Advertisement
Financial Planning

I'm a Landlord: Can I Ever Truly Retire?

Investing in rental properties is a time-tested strategy, but when you’re ready to get out of the grind, you could face a big tax bill. Here’s one escape route.

There is a major dilemma facing many Baby Boomer investors today. Their successes in real estate have produced a failure in quality of life. What is the problem, and is there a solution?

Let's start with the problem: a “good problem” to have. Twenty to 40 years ago, you bought rental real estate, maybe a small apartment complex or several rental houses. This can be a great strategy to build wealth for someone in their earlier years of investing. But as I advise my own clients, owning actively managed real estate is best for a season of your life, but not for the duration of your life.

Advertisement - Article continues below

For example, you bought four rental houses long ago for $100,000 each. They are fully depreciated down to their land portion of $25,000 apiece. Today the houses would net $300,000 each. The problem is that you want to be retired now, but you own these now very old houses needing a lot of maintenance. You cringe when you receive a phone call. Is the roof leaking? Tenant moving out again? Midnight plumbing problem? Or did you just find out your “pet-free” tenant was hiding 12 cats from you when they moved in (true story)? You could hire a property manager, but they are expensive and each of these maintenance problems still costs you thousands to correct, and you still own very old houses!

Advertisement
Advertisement - Article continues below

So, you go to your CPA, and she informs you that if you sell the houses, your federal income tax alone will be over $250,000, and your state may tax you, too. Also, if you sell, your spouse and heirs will not be eligible for the step-up in basis when you pass away. Finally, you will be eliminating a big potential source of retirement income from your portfolio, and you would now need to find a different investment.

Advertisement - Article continues below

Section 1031 of the tax code allows for tax-deferred exchanges of properties where you can sell your real estate, then identify and close on replacement property in 45 and 180 days respectively. The problem with this solution is you still would own real estate you have to manage in your later years. Can you exchange tax free into a real estate partnership, real estate LLC, publicly traded REIT or private REIT? The answer is no to all of these.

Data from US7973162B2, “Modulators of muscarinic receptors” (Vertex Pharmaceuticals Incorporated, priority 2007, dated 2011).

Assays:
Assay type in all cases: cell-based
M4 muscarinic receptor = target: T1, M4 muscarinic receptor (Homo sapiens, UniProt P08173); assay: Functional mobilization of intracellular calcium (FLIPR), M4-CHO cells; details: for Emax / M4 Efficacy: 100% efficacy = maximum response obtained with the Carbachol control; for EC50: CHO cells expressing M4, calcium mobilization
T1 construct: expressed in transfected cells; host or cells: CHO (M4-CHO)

There is a solution. Appreciated rental real estate can potentially be exchanged income tax free for real estate owned within a Delaware Statutory Trust (DST). The advantages of this can be dramatic. You can diversify by property type specifically into multi-family apartments, medical office buildings, self-storage or retail. You can diversify geographically by investing into several different DSTs in different areas of the country offered by different DST providers. The income tax of $250,000 could be eliminated for now, and potentially eliminated permanently to your heirs by continuing to hold DST investments for life.

Advertisement - Article continues below
Advertisement
Advertisement - Article continues below

The cash flow from DST real estate can be higher than it is from high-maintenance older rentals. These investments are professionally managed and can often be placed into newer properties. Newer properties are eligible for accelerated depreciation using a methodology called “cost segregation.” What this means to you is that you could potentially shelter much of your rental cash flow from income taxes.

As with any investment, there are risks, costs and benefits. For my own clients, we vet potential DST replacement properties through more than 40 data points, including local economic indicators, expected yield after fees, loan leverage and property manager history through the 2008 real estate bust.